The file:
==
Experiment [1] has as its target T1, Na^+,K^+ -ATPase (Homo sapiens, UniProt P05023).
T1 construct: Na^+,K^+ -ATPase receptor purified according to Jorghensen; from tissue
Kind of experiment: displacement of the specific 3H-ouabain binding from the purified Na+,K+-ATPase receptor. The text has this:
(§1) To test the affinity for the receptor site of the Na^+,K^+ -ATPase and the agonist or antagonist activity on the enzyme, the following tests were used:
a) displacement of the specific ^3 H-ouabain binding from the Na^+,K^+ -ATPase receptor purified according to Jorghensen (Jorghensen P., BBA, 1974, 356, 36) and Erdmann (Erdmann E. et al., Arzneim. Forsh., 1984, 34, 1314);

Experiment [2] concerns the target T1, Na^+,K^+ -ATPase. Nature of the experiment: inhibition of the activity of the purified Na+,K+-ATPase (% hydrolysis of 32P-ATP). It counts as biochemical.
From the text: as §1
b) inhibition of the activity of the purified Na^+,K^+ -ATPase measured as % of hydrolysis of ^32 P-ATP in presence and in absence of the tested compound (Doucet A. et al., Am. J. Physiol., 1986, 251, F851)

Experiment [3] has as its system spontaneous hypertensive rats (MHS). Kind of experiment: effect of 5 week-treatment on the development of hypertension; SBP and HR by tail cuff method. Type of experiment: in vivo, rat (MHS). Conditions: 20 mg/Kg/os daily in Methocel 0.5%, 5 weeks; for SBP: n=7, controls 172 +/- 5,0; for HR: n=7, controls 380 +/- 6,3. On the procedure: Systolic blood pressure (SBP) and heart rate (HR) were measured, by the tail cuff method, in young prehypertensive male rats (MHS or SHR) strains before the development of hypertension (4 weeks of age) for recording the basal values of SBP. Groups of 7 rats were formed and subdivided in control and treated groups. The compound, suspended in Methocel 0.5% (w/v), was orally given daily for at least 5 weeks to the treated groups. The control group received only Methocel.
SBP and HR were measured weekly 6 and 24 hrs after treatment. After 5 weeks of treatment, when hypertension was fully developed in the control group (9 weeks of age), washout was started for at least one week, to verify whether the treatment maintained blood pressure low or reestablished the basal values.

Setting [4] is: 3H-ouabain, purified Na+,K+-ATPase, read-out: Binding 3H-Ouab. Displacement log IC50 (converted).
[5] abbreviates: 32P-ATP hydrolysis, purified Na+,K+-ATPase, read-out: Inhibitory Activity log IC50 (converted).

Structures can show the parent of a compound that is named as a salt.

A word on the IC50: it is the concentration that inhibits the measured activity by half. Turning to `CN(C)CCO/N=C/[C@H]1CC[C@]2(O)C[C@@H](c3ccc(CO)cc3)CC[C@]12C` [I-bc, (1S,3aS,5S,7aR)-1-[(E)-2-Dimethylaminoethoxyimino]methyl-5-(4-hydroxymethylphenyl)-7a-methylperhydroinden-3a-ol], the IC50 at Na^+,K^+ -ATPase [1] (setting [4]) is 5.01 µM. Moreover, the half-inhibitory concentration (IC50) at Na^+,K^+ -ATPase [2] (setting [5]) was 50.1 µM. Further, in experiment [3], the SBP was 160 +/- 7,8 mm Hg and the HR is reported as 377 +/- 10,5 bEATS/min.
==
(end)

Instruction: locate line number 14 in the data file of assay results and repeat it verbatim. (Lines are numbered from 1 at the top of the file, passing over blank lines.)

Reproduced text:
A word on the IC50: it is the concentration that inhibits the measured activity by half. Turning to `CN(C)CCO/N=C/[C@H]1CC[C@]2(O)C[C@@H](c3ccc(CO)cc3)CC[C@]12C` [I-bc, (1S,3aS,5S,7aR)-1-[(E)-2-Dimethylaminoethoxyimino]methyl-5-(4-hydroxymethylphenyl)-7a-methylperhydroinden-3a-ol], the IC50 at Na^+,K^+ -ATPase [1] (setting [4]) is 5.01 µM. Moreover, the half-inhibitory concentration (IC50) at Na^+,K^+ -ATPase [2] (setting [5]) was 50.1 µM. Further, in experiment [3], the SBP was 160 +/- 7,8 mm Hg and the HR is reported as 377 +/- 10,5 bEATS/min.